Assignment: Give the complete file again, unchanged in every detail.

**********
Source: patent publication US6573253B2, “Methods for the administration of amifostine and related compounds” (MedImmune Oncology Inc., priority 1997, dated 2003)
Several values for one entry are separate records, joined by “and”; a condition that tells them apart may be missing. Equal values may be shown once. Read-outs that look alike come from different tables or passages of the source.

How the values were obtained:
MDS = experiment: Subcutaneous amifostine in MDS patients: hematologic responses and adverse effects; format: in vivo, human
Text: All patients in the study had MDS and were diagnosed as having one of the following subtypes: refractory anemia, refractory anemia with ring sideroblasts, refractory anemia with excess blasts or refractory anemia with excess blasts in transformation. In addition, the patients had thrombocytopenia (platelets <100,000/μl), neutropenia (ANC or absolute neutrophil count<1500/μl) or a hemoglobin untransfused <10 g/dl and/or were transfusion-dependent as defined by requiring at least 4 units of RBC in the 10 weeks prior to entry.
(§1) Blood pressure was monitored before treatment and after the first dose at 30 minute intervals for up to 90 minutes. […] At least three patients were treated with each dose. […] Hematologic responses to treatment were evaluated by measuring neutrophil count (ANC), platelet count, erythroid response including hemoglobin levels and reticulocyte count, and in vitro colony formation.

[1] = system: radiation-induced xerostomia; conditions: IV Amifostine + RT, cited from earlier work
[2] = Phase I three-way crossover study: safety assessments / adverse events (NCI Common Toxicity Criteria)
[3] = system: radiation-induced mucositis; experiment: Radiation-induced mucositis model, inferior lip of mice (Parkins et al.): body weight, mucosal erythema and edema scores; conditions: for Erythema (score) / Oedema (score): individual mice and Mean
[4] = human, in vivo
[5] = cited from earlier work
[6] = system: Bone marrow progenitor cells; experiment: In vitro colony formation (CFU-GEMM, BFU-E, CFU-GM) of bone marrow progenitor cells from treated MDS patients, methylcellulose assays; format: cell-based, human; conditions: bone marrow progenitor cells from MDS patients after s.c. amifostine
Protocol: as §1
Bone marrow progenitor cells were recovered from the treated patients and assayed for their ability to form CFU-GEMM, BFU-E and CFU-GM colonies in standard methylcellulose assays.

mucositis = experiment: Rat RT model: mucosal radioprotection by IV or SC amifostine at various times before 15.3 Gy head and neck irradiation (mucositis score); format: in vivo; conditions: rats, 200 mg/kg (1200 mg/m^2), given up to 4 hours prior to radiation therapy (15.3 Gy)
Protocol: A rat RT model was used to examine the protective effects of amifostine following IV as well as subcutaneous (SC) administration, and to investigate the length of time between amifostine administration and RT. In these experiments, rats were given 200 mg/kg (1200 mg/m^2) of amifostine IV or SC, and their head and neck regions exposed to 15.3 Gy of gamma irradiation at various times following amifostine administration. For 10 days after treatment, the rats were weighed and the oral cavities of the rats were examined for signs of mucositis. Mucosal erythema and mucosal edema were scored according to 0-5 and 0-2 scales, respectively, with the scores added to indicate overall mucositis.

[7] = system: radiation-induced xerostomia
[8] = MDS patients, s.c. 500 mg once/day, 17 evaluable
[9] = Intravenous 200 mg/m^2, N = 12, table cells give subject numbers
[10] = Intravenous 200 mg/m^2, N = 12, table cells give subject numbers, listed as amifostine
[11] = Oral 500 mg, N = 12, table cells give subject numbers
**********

Source: patent publication US6573253B2, “Methods for the administration of amifostine and related compounds” (MedImmune Oncology Inc., priority 1997, dated 2003)
Several values for one entry are separate records, joined by “and”; a condition that tells them apart may be missing. Equal values may be shown once. Read-outs that look alike come from different tables or passages of the source.

How the values were obtained:
MDS = experiment: Subcutaneous amifostine in MDS patients: hematologic responses and adverse effects; format: in vivo, human
Text: All patients in the study had MDS and were diagnosed as having one of the following subtypes: refractory anemia, refractory anemia with ring sideroblasts, refractory anemia with excess blasts or refractory anemia with excess blasts in transformation. In addition, the patients had thrombocytopenia (platelets <100,000/μl), neutropenia (ANC or absolute neutrophil count<1500/μl) or a hemoglobin untransfused <10 g/dl and/or were transfusion-dependent as defined by requiring at least 4 units of RBC in the 10 weeks prior to entry.
(§1) Blood pressure was monitored before treatment and after the first dose at 30 minute intervals for up to 90 minutes. […] At least three patients were treated with each dose. […] Hematologic responses to treatment were evaluated by measuring neutrophil count (ANC), platelet count, erythroid response including hemoglobin levels and reticulocyte count, and in vitro colony formation.

[1] = system: radiation-induced xerostomia; conditions: IV Amifostine + RT, cited from earlier work
[2] = Phase I three-way crossover study: safety assessments / adverse events (NCI Common Toxicity Criteria)
[3] = system: radiation-induced mucositis; experiment: Radiation-induced mucositis model, inferior lip of mice (Parkins et al.): body weight, mucosal erythema and edema scores; conditions: for Erythema (score) / Oedema (score): individual mice and Mean
[4] = human, in vivo
[5] = cited from earlier work
[6] = system: Bone marrow progenitor cells; experiment: In vitro colony formation (CFU-GEMM, BFU-E, CFU-GM) of bone marrow progenitor cells from treated MDS patients, methylcellulose assays; format: cell-based, human; conditions: bone marrow progenitor cells from MDS patients after s.c. amifostine
Protocol: as §1
Bone marrow progenitor cells were recovered from the treated patients and assayed for their ability to form CFU-GEMM, BFU-E and CFU-GM colonies in standard methylcellulose assays.

mucositis = experiment: Rat RT model: mucosal radioprotection by IV or SC amifostine at various times before 15.3 Gy head and neck irradiation (mucositis score); format: in vivo; conditions: rats, 200 mg/kg (1200 mg/m^2), given up to 4 hours prior to radiation therapy (15.3 Gy)
Protocol: A rat RT model was used to examine the protective effects of amifostine following IV as well as subcutaneous (SC) administration, and to investigate the length of time between amifostine administration and RT. In these experiments, rats were given 200 mg/kg (1200 mg/m^2) of amifostine IV or SC, and their head and neck regions exposed to 15.3 Gy of gamma irradiation at various times following amifostine administration. For 10 days after treatment, the rats were weighed and the oral cavities of the rats were examined for signs of mucositis. Mucosal erythema and mucosal edema were scored according to 0-5 and 0-2 scales, respectively, with the scores added to indicate overall mucositis.

[7] = system: radiation-induced xerostomia
[8] = MDS patients, s.c. 500 mg once/day, 17 evaluable
[9] = Intravenous 200 mg/m^2, N = 12, table cells give subject numbers
[10] = Intravenous 200 mg/m^2, N = 12, table cells give subject numbers, listed as amifostine
[11] = Oral 500 mg, N = 12, table cells give subject numbers